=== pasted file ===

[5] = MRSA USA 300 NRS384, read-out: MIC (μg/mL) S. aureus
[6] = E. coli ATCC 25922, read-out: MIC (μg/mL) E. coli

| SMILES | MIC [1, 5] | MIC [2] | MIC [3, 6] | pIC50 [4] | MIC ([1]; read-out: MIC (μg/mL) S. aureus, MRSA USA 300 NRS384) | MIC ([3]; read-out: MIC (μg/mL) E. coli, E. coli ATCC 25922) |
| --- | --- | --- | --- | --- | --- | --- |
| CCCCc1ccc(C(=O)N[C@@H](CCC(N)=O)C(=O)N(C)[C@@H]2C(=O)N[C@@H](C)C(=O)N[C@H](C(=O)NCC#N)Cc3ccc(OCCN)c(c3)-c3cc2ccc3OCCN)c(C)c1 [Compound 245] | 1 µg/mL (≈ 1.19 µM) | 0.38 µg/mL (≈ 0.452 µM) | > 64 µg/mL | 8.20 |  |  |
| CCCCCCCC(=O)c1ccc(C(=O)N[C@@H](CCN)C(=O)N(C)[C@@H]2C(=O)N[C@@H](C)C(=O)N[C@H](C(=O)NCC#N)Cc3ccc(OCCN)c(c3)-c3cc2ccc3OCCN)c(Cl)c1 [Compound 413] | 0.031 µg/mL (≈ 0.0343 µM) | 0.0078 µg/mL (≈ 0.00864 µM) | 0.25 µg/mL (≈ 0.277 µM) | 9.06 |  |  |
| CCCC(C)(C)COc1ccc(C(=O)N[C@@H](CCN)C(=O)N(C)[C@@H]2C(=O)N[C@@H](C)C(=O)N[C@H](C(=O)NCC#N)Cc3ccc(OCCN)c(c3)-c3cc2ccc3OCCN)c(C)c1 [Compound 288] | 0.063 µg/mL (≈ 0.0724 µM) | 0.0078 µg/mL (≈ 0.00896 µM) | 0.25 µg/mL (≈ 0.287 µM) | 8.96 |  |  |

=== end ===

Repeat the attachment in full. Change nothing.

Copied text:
[5] = MRSA USA 300 NRS384, read-out: MIC (μg/mL) S. aureus
[6] = E. coli ATCC 25922, read-out: MIC (μg/mL) E. coli

| SMILES | MIC [1, 5] | MIC [2] | MIC [3, 6] | pIC50 [4] | MIC ([1]; read-out: MIC (μg/mL) S. aureus, MRSA USA 300 NRS384) | MIC ([3]; read-out: MIC (μg/mL) E. coli, E. coli ATCC 25922) |
| --- | --- | --- | --- | --- | --- | --- |
| CCCCc1ccc(C(=O)N[C@@H](CCC(N)=O)C(=O)N(C)[C@@H]2C(=O)N[C@@H](C)C(=O)N[C@H](C(=O)NCC#N)Cc3ccc(OCCN)c(c3)-c3cc2ccc3OCCN)c(C)c1 [Compound 245] | 1 µg/mL (≈ 1.19 µM) | 0.38 µg/mL (≈ 0.452 µM) | > 64 µg/mL | 8.20 |  |  |
| CCCCCCCC(=O)c1ccc(C(=O)N[C@@H](CCN)C(=O)N(C)[C@@H]2C(=O)N[C@@H](C)C(=O)N[C@H](C(=O)NCC#N)Cc3ccc(OCCN)c(c3)-c3cc2ccc3OCCN)c(Cl)c1 [Compound 413] | 0.031 µg/mL (≈ 0.0343 µM) | 0.0078 µg/mL (≈ 0.00864 µM) | 0.25 µg/mL (≈ 0.277 µM) | 9.06 |  |  |
| CCCC(C)(C)COc1ccc(C(=O)N[C@@H](CCN)C(=O)N(C)[C@@H]2C(=O)N[C@@H](C)C(=O)N[C@H](C(=O)NCC#N)Cc3ccc(OCCN)c(c3)-c3cc2ccc3OCCN)c(C)c1 [Compound 288] | 0.063 µg/mL (≈ 0.0724 µM) | 0.0078 µg/mL (≈ 0.00896 µM) | 0.25 µg/mL (≈ 0.287 µM) | 8.96 |  |  |